|Scaly-Tailed Possum||Nexon Game|
Scaly-Tailed Possum is a type of Friend that appeared in the original Kemono Friends mobile game.
In Real Life
Wyulda squamicaudata (scaly-tailed possum) is found only in the Kimberley region of Northwestern Australia. Scaly-tailed possums are taxonomically placed in the family Phalangeridae and are the only member of their genus. Little is known about this species due to their overall secretive behavior combined with the rugged nature of their habitat. Scaly-tailed possums are considered the least well understood of all phalangerids, with only 54 confirmed scientific captures.
This species is generally regarded as the second most closely related species to W. squamicaudata, although there is some debate over phalangerid relationships. Brush-tailed possums establish dominance hierarchies in which dominant males and females are most likely to breed with one another. In brush-tailed possums, these hierarchies are often matriarchal in structure, with females dominant to males. Breeding pairs might spend up to 40 days courting before they mate. Scent marking and vocalizations are used to avoid direct aggression between co-dominant individuals. It is possible that these or similar behaviors take place in W. squamicaudata mating systems.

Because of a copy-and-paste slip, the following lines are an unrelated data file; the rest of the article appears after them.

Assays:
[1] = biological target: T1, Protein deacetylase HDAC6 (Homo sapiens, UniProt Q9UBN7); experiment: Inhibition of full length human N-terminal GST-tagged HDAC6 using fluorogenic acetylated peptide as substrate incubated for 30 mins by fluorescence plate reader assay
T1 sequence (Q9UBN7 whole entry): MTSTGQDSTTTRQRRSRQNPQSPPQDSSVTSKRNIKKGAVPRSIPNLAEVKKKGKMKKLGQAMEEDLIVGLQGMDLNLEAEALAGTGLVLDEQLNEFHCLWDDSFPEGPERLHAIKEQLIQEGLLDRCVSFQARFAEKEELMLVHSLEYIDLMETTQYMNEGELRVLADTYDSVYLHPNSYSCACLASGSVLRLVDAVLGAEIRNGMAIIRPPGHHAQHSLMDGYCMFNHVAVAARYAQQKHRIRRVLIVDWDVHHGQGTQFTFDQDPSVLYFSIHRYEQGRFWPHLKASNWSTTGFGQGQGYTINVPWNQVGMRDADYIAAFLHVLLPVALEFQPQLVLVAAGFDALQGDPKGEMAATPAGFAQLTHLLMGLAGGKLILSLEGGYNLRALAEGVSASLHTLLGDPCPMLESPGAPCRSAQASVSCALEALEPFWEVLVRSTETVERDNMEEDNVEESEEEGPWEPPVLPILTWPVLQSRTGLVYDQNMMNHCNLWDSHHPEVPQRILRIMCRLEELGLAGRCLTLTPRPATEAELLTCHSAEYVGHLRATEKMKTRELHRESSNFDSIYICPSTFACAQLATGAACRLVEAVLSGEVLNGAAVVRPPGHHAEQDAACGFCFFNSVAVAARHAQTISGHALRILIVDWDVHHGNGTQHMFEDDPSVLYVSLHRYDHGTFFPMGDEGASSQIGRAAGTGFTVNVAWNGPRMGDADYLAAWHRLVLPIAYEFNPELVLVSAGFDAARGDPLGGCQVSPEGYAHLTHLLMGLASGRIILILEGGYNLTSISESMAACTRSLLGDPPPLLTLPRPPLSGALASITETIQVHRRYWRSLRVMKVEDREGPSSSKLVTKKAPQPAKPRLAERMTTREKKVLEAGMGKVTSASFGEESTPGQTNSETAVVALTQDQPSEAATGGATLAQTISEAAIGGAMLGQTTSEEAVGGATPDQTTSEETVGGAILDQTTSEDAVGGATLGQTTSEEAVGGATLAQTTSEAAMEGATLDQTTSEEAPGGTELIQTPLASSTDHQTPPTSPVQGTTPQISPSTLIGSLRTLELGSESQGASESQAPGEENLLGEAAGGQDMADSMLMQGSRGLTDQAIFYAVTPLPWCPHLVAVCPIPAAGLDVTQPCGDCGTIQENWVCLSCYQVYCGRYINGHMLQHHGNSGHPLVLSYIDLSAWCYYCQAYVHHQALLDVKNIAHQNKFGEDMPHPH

They are herbivorous, feeding primarily on the leaves of various trees and shrub species. When these phalangerids feed, individuals climb out to the outermost branches of trees and use their forelimbs to pluck leaves. Scaly-tailed possums achieve stability by gripping sturdy branches with their prehensile tails. They are also proficient at moving around in tree canopies and have been recorded making branch-to-branch leaps of up to one meter.
Scaly-tailed possums feed on foliage from at least four different tree species including the myrtle species Xanthostemon eucalyptoides and Xanthostemon pradoxus, gum trees (Eucalyptus species), and cocky apple trees (Planchonia careya). It has also been suggested that they forage on certain shrub species, including wild parsnip.